VANCOUVER — A chat towards the end of his playing career planted a seed in Travis Green’s mind.
The veteran centre had already thought about staying in hockey after retirement when a conversation with Paul Maurice, then his head coach with the Toronto Maple Leafs, really got him thinking.
“We were just talking one day and he gave me the advice: ‘You should be a coach,’” said Green. “It stuck with me.”
Some 10 years later, Green was introduced as the 19th head coach in Vancouver Canucks’ history on Wednesday, tasked with injecting youth and increasing scoring for a franchise that has fallen on hard times.
The native of Castlegar, B.C., inherits a team that just finished 29th in the NHL and was near the bottom in several offensive categories, including setting a club record for futility with just 178 goals that led to the dismissal of Willie Desjardins after three seasons in charge.
“I know we have to create more offence,” said Green. “Our special teams have to get better. I think there’s a way you can create offence nowadays with the way the game is played, but that’s definitely an area where we’ll have to improve.”
Green spent the last four seasons coaching Vancouver’s top farm team, the Utica Comets of the American Hockey League. After retiring as a player, he joined the Portland Winterhawks as an assistant in 2009 before leading the club to the 2012-13 Western Hockey League title and an appearance in the Memorial Cup final as interim head coach.
Flanked by Canucks president Trevor Linden and general manager Jim Benning, Green’s first press conference at Rogers Arena saw him field a number of questions about his style and approach, especially with young players, for a team that seems a long way from respectability.
“I’m not sitting up here saying: ‘Hey, we’re going to win the Stanley Cup next year,’” said the 46-year-old. ”But I will tell you we’re going to get better. We’re going to start the process of building the right culture.”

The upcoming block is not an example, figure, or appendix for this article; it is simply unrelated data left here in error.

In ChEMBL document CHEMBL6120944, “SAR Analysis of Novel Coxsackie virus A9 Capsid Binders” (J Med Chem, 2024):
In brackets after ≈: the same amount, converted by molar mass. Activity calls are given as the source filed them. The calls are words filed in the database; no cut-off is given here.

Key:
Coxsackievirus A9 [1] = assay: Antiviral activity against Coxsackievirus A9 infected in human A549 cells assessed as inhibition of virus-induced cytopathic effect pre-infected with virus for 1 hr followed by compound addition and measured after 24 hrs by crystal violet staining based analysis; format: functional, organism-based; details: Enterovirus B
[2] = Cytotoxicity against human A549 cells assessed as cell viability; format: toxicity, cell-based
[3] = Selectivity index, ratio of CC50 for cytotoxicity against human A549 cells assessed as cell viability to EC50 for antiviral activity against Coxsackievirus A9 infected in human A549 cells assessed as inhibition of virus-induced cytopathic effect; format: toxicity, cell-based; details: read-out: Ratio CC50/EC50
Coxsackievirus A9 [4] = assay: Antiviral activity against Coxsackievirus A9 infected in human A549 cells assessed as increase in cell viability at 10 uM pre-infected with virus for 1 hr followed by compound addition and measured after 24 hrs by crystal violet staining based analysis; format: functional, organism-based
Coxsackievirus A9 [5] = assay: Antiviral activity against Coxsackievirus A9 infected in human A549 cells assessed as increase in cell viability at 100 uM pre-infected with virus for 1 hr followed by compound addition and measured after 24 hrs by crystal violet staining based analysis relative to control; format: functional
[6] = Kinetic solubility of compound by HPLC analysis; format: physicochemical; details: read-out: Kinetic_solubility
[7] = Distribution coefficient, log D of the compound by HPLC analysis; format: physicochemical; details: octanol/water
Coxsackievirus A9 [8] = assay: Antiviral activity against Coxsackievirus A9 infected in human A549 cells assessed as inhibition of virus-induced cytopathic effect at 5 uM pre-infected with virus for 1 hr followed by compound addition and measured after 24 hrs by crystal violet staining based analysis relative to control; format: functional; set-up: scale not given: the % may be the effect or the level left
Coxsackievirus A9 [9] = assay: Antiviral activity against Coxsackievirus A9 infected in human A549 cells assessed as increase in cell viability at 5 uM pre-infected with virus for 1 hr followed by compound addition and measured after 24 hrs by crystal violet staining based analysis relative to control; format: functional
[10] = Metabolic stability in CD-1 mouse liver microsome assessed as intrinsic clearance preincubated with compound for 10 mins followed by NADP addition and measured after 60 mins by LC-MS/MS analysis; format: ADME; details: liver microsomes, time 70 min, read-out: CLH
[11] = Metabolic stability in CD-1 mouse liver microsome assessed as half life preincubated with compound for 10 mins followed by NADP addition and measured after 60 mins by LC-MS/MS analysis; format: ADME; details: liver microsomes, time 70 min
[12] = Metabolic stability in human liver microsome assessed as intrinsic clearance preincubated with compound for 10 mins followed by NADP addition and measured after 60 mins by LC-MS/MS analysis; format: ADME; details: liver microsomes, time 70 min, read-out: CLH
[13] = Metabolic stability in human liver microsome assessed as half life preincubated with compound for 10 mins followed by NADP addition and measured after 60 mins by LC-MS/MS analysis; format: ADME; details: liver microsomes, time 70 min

Part of that means getting young assets involved in Vancouver’s rebuild.
The Canucks are still led by Henrik and Daniel Sedin, who turn 37 in September, but have a promising group of younger players led by Bo Horvat, Sven Baertschi, Markus Granlund, Ben Hutton and Troy Stecher.
Brock Boeser also impressed late in the year, while Jake Virtanen, another former first-round pick, spent most of 2016-17 with Green in the AHL working on his game.
Add to that the Canucks’ acquisition of Jonathan Dahlen and Nikolay Goldobin prior to the trade deadline, as well as having the second-best odds of winning Saturday’s draft lottery, and Green should have plenty to work with.
“We need to get younger, it’s no secret,” he said. “We need to infuse more young players into the lineup.”
Similar to Desjardins when he took the job in June 2014, Green has zero experience as an NHL head coach. He has also never been an NHL assistant and is Canucks’ fourth head coach since May 2013.
That lack of NHL experience didn’t concern Canucks’ brass, with Linden telling reporters Green was the only candidate interviewed for the job, a process that took just two days.
“We have a lot of faith in Travis,” said Linden, who added there was interest from other clubs for Green’s services both last year and again this spring. ”We wanted to be really decisive.”
Green led the Comets to the Calder Cup final in 2015, but lost out in the first round last season before missing the playoffs altogether in 2016-17 with a depleted roster as a number of players expected to be in the AHL instead wound up in Vancouver.
As a player he scored 193 goals and added 262 assists in 970 games over 14 NHL seasons with the New York Islanders, Anaheim Ducks, Phoenix Coyotes, Maple Leafs and Boston Bruins, playing for coaching greats like Al Arbour and Pat Quinn.
“I’ve taken something from every coach that I’ve been under,” said Green. “I’ve not necessarily applied it, but learned from it to become the coach that I am today.”
He comes to Vancouver with expectations that couldn’t be lower for a team that has missed the post-season three of the last four years.
Desjardins made the playoffs in 2014-15 with 101 points, but was axed after following up a 75-point effort in 2015-16 with a dismal 69-point campaign this year as the Canucks pivoted into a full rebuild over the season’s final six weeks.
While Desjardins was initially tasked with trying to guide an aging roster back into contention in the wake of Vancouver’s run to within one game of winning the 2011 Stanley Cup, Green should have more leash to develop the Canucks’ youth with less emphasis on the standings in the short term.
“There’s pressure whenever you coach,” he said. ”I like challenges. I like when our team has a tough game, has a big game. You learn a lot about your team when you have a challenge.
“I’m not nervous about it, I am excited about it.”